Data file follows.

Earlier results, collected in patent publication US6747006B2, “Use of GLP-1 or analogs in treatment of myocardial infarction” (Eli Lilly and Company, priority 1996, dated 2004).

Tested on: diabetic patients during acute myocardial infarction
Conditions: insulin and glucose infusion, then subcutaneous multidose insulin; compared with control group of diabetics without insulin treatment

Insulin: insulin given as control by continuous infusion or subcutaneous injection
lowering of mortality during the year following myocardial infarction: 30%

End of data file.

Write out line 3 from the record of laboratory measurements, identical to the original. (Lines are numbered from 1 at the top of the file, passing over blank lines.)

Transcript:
Conditions: insulin and glucose infusion, then subcutaneous multidose insulin; compared with control group of diabetics without insulin treatment